parallels of the miracle of the plant which sprang from Tristan's tomb, as
is seen by the Ballad of Lord Thomas and Fair Annet, and of Lord Lovel,
where, as in later versions of the Tristan legend, a rose and a vine grew
out of the respective graves and twined tenderly around each other.

"And out of her breast there grew a red rose,
And out of his breast a brier."
_Ballad of Lord Lovel_.



[Sidenote: Northern sagas.] Norse, Danish, and Swedish writers have
frequently called public attention to the vast literary treasures which are
contained in the old sagas or tales of their forefathers. The work of
northern scalds whose names in most cases are unknown to us, these stories
relate the lives and adventures of the gods and heroes of the North. Many
of these old sagas have been translated into various other European
languages; but Tegner, a Swedish writer of this century, has done most to
revive a taste for them by making one of them the basis of a poem which is
generally considered a masterpiece.

Tegner's "Frithiof Saga" has been translated once at least into every
European tongue, and more than eighteen times into English and German.
Goethe spoke of the work with the greatest enthusiasm, and the tale, which
gives a matchless picture of the life of our heathen ancestors in the
North, has been the source of inspiration for important works of art.

Although Tegner has chosen for his theme the Frithiof saga only, we find
that that tale is the sequel to the older but less interesting Thorsten
saga, of which we give here a very brief outline, merely to enable the
reader to understand clearly every allusion in the more modern poem.

As is so frequently the case with these ancient tales, the story begins
with Haloge (Loki), who came north with Odin, and began to reign over north
Norway, which from him was called Halogaland. According to northern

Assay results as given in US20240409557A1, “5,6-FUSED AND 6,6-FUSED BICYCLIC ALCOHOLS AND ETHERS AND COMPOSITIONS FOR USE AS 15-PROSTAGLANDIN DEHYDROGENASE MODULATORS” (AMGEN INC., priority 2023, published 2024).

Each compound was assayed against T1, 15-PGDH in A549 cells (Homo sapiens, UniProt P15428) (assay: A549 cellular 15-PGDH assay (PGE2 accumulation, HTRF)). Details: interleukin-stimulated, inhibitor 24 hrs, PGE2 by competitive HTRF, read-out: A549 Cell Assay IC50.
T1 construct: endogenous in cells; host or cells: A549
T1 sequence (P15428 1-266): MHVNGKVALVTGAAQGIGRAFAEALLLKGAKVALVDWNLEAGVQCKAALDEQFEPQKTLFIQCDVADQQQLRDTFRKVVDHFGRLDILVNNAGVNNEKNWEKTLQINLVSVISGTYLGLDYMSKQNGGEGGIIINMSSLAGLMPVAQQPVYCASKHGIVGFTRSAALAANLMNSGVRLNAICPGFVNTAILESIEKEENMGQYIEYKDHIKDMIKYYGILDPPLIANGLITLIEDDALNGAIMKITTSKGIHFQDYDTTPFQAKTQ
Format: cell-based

mythology, this god had two lovely daughters. They were carried off by bold
suitors, who, banished from the mainland by Haloge's curses and magic
spells, took refuge with their newly won wives upon neighboring islands.

[Sidenote: Birth of Viking.] Thus it happened that Haloge's grandson,
Viking, was born upon the island of Bornholm, in the Balitic Sea, where he
dwelt until he was fifteen, and where he became the largest and strongest
man of his time. Rumors of his valor finally reached Hunvor, a Swedish
princess; and, as she was oppressed by the attentions of a gigantic suitor
whom none dared drive away, she quickly sent for Viking to deliver her.

Thus summoned, the youth departed, after having received from his father a
magic sword named Angurvadel, whose blows would prove fatal even to the
giant suitor of Hunvor. A "holmgang," the northern name for a duel,
ensued, and Viking, having slain his antagonist, could have married the
princess had it not been considered disgraceful for a Northman to marry
before he was twenty.

To beguile the time of waiting, Viking set out in a well-manned dragon
ship; and, cruising about the northern and southern seas, he met with
countless adventures. During this time he was particularly persecuted by
the slain giant's kin, who were adepts in magic, and caused him to
encounter innumerable perils by land and by sea.

Aided and abetted by his bosom friend, Halfdan, Viking escaped every
danger, slew many of his foes, and, after recovering his promised bride,
Hunvor, whom the enemy had carried off to India, he settled down in Sweden.
His friend, faithful in peace as well as in war, settled near him, and
married also, choosing for his wife Ingeborg, Hunvor's attendant.

The saga now describes the long, peaceful winters, when the warriors
feasted and listened to the tales of the scalds, rousing themselves to
energetic efforts only when returning spring again permitted them to launch
their dragon ships and set out once more upon their favorite piratical
expeditions. In the olden story the bards relate with great gusto every
phase of attack and defense during cruise and raid, describe every blow
given and received, and spare us none of carnage, or lurid flames which
envelop both enemies and ships in common ruin. A fierce fight is often an
earnest of future friendship, however, for we are told that Halfdan and
Viking, having failed to conquer Njorfe, even after a most obstinate
struggle, sheathed their swords and accepted him as a third in their close
bond of friendship.

On returning home after one of these customary raids, Viking lost his
beloved wife; and, after intrusting her child, Ring, to the care of a